Featured Post

Anxious gatekeeping

Analogous to nervous cluelessness is something we might call “anxious gatekeeping.”   This is desire to police the borders of poetry, or of...

Sunday, December 19, 2010

Tiredness

Have you ever been really tired when all you've done is attend pointless meetings where you did not have to do very much, or wait for a plane, or wait around for other people to do things so you can complete the next step of a process? You can expend energy in those activities; you might even call them work, if they are part of your day at work and more or less mandatory. You are tired afterwords, yet you did not even try to get anything done. You are not tired from working, but from not working, which is extremely wearisome. You could say: "I did not work very hard today, and as a consequence I am very tired."

In contrast, you might write for two hours first thing in the morning and not feel tired at all. If you are doing it right, you might have even more energy for the rest of the day to go out guiltlessly and do other things unrelated to your writing. It might sound like heresy, but you do not need to be mentally fatigued and emotionally spent after writing for a few hours.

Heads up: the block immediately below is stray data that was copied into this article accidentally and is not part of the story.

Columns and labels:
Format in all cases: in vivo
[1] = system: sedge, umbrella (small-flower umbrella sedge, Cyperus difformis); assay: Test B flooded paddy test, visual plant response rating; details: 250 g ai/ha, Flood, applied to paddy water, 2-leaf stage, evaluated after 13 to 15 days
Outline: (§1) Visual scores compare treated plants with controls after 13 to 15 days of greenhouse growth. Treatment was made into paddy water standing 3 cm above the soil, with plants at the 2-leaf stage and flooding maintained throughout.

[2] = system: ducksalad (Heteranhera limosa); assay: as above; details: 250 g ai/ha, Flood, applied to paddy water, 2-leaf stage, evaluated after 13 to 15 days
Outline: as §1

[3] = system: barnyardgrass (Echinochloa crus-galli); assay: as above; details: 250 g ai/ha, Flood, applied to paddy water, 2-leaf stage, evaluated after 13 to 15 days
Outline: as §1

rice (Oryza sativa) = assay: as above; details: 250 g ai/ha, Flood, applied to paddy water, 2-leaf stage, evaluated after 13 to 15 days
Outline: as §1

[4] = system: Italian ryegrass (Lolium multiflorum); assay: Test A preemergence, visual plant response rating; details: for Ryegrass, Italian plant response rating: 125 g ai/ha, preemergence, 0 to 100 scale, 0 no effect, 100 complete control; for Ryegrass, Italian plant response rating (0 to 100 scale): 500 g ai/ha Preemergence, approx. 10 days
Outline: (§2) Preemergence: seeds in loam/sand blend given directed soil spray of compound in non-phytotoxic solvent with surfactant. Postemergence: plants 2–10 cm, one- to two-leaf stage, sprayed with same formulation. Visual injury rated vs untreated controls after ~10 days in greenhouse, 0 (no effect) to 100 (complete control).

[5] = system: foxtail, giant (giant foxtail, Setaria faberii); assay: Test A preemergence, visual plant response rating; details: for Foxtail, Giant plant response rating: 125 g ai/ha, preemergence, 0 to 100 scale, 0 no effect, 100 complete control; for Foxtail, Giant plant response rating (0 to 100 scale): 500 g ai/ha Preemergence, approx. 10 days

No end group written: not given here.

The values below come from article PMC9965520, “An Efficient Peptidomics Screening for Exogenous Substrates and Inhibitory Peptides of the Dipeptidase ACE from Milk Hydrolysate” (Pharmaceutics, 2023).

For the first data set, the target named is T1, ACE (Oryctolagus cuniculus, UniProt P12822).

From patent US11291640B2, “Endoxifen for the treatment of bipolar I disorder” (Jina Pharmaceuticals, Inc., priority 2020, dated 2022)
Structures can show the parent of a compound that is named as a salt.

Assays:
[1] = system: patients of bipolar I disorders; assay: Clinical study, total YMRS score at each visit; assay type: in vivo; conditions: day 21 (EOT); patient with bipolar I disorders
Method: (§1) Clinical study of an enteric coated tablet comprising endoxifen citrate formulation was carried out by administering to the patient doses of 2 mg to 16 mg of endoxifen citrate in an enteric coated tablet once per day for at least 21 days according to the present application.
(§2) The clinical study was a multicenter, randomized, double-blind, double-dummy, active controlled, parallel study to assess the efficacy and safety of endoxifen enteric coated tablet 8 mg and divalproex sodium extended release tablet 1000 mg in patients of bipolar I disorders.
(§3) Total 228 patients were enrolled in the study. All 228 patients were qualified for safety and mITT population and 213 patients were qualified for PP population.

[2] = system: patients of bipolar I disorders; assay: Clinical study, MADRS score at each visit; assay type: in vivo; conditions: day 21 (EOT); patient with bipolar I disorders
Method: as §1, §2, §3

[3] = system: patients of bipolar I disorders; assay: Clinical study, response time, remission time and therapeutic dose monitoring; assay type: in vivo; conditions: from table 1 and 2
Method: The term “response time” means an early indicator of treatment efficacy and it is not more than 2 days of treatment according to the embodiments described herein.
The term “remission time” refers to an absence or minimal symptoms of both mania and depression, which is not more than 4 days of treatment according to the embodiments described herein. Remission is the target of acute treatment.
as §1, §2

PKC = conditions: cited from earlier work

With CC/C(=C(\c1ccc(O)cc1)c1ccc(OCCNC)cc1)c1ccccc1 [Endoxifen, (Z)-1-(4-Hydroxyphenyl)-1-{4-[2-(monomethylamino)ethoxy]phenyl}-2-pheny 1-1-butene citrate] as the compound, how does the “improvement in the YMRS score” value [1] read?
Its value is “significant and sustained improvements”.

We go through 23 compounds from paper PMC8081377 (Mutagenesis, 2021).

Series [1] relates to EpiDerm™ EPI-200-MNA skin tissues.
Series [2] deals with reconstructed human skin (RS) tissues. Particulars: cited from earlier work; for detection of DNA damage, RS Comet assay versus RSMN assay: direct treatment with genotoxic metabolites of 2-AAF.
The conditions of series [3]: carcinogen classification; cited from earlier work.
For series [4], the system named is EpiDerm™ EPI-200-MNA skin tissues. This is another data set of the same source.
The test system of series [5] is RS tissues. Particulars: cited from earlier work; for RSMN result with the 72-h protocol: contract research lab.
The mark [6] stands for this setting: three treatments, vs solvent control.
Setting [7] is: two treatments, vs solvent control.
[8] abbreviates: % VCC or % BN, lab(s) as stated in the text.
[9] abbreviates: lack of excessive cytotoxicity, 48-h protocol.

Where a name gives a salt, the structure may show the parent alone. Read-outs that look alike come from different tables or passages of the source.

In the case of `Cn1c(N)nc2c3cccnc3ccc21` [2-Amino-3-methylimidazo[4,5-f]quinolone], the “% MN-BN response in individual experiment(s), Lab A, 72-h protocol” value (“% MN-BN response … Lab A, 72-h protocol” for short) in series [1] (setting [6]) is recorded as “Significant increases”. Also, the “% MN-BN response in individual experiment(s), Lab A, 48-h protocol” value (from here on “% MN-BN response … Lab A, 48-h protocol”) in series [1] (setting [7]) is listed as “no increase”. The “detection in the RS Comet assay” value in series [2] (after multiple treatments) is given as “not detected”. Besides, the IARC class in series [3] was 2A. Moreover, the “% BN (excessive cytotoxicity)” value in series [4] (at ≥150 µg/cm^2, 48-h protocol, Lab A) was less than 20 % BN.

If you sleep well, then you will be well-rested and be ready to write the next day. There is no point in bragging about how over-worked you are, so much that you are losing sleep. That's like boasting about not being able to work, since chances are that your work after an unrestful night will not go as well. When I am sleep-deprived I barely get through the day, through the classes I have to teach, and nothing more. Nothing to brag about.

***

A related point:: if you exercise for an hour, you will more energy, rather than less, the rest of the day. The exercise will not tire you out physically the way waiting in an airport will. Fatigue comes more from not exercising or from overdoing it. After exercising, rest is more restful.

2 comments:

Andrew Shields said...

When I was writing my dissertation, I was teaching nearly full-time in Saarbr├╝cken, and I made a point of getting up and writing from 6 or 6:30 a.m. until around 9 or 9:30 a.m. every day. If I put off writing until later, then I would have a bad conscience until I finally got around to it (and an even worse conscience if I was then too tired to write). Only writing in the morning made the days bearable!

Jonathan said...

Yes, the "T'ang dynasty" method... (This dynasty lated between 618 and 907, so that's what I call writing from more or less between 6 and sometime after 9.)